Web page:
Of all the products of popular culture, none is more sharply etched in our collective imagination than the movies. Movies are key cultural artifacts that offer a window into American cultural and social history. A mixture of art, business, and popular entertainment, the movies provide a host of insights into Americans' shifting ideals, fantasies, and preoccupations. Like any cultural artifact, the movies can be approached in a variety of ways. Cultural historians have treated movies as sociological documents that record the look and mood of particular historical settings; as ideological constructs that advance particular political or moral values or myths; as psychological texts that speak to individual and social anxieties and tensions; as cultural documents that present particular images of gender, ethnicity, class romance, and violence; and as visual texts that offer complex levels of meaning and seeing. Hollywood is a district in Los Angeles, California, United States situated west-northwest of downtown Los Angeles.Due to its fame and cultural identity as the historical center of movie studios and movie stars, the word Hollywood is often used as a metonym of American cinema. Even though much of the movie industry has dispersed into surrounding areas such as West Los Angeles and the San Fernando Valley, significant auxiliary industries, such as editing, effects, props, post-production, and lighting companies remain in Hollywood, as does the backlot of Paramount Pictures. In spite of the area's short history, it has been filled with events driven by optimistic progress. The name Hollywood was coined by H. J. Whitley, the "Father of Hollywood". The Hollywood Sign (formerly the "Hollywoodland" sign) is a landmark and American cultural icon located in Los Angeles, California. It is situated on Mount Lee in the Hollywood Hills area of the Santa Monica Mountains. The sign overlooks the Hollywood district of Los Angeles. It was originally created as an advertisement for local real estate development in 1923, but garnered increasing recognition after the sign was left up. The sign was a frequent target of pranks and vandalism but has since undergone restoration, including the installation of a security system to deter vandalism. The sign is protected and promoted by the Hollywood Sign Trust, a nonprofit organization.
Chapter I: The birth of the movies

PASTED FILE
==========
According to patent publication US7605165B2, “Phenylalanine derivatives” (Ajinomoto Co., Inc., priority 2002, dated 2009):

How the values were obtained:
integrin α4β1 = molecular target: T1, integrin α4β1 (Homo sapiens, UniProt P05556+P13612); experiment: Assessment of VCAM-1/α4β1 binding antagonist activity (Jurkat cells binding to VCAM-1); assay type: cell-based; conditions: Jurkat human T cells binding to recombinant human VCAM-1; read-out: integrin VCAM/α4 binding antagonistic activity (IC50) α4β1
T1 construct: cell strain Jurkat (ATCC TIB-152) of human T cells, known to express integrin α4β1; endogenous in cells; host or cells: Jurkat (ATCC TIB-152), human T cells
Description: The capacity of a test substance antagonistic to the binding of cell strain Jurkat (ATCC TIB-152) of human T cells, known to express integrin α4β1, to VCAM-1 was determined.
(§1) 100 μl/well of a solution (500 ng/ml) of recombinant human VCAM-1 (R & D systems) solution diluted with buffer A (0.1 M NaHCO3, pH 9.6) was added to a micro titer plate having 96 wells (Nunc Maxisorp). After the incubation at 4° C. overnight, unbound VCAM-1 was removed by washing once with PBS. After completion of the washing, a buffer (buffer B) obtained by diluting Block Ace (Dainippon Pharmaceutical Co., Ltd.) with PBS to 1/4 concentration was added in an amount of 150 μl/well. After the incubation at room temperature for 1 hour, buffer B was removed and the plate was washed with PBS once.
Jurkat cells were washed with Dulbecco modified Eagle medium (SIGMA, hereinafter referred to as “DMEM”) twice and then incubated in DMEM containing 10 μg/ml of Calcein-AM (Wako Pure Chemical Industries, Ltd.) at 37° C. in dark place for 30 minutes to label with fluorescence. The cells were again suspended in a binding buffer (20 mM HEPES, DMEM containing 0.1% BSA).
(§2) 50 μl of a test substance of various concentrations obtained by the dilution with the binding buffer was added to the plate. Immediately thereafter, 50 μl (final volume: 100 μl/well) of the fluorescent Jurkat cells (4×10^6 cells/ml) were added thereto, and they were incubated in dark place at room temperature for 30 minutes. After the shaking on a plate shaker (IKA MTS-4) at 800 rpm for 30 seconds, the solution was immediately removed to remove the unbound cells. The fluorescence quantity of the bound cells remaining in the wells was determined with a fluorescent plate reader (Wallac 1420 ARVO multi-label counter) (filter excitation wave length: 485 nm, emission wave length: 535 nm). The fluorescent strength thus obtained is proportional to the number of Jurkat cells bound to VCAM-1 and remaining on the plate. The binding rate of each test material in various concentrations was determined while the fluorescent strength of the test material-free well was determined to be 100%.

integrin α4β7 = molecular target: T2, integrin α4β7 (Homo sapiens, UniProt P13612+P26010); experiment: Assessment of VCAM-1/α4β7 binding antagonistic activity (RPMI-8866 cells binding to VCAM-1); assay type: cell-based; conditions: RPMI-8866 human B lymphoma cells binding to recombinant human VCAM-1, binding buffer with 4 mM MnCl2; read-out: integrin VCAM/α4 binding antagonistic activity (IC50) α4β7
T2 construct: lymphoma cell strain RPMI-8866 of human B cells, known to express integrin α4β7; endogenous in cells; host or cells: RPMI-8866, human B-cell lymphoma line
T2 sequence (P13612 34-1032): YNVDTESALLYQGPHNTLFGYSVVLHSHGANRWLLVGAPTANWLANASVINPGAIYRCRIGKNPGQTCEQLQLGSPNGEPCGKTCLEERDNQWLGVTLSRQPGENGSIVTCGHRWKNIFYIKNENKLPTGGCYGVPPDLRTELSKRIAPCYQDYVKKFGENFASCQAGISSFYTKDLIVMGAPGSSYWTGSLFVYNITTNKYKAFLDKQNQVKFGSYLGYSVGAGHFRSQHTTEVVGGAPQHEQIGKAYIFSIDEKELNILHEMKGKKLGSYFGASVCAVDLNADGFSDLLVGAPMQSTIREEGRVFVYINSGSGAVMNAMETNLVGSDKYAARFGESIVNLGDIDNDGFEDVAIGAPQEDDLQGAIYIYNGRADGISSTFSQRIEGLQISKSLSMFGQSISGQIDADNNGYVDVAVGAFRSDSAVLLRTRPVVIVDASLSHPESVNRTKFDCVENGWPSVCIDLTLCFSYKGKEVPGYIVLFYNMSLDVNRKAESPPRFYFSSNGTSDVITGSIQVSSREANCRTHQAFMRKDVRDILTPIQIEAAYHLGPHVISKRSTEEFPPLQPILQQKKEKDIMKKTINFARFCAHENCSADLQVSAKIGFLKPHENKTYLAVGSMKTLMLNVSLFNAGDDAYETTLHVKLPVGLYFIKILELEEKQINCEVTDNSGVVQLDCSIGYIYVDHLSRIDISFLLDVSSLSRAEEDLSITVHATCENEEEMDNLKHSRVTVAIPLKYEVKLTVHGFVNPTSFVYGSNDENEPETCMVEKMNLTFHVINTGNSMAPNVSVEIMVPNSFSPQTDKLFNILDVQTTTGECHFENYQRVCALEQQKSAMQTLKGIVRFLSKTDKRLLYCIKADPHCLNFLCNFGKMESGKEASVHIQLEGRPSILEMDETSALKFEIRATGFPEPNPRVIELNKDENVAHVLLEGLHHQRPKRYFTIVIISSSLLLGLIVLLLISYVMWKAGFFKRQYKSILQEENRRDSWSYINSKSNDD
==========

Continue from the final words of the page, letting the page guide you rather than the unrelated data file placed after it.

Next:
The Pre-History of Motion Pictures
For centuries, people wrestled with the problem of realistically reproducing moving images. A discovery by Ptolemy in the second century provided the first step. He noticed that there is a slight imperfection in human perception: The retina retains an image for a fraction of a second after the image has changed or disappeared. Because of this phenomenon, known as the "persistence of vision," a person would merge a rapid succession of individual images into the illusion of continuous motion. In the 1790s, the Belgian Etienne Gaspar Robert terrified audiences with phantasmagoric exhibitions, which used magic lanterns to project images of phantoms and apparitions of the dead. By the mid-nineteenth century, illustrated lectures and dramatic readings had become common. To create the illusion of motion, magic lantern operators used multiple lanterns and mirrors to move the image. The first true moving images appeared in the 1820s, when the concept of the persistence of vision was used to create children's toys and other simple entertainments. During film's first decade from 1896 to 1905 movies were little more than a novelty, often used as a "chaser" to signal the end of a show in a vaudeville theater. These early films are utterly unlike anything seen today. They lasted just seven to ten minutes -too brief to tell anything more than the simplest story. They used a cast of anonymous actors for the simple reason that the camera was set back so far that it was impossible to clearly make out the actors' faces. As late as 1908, a...
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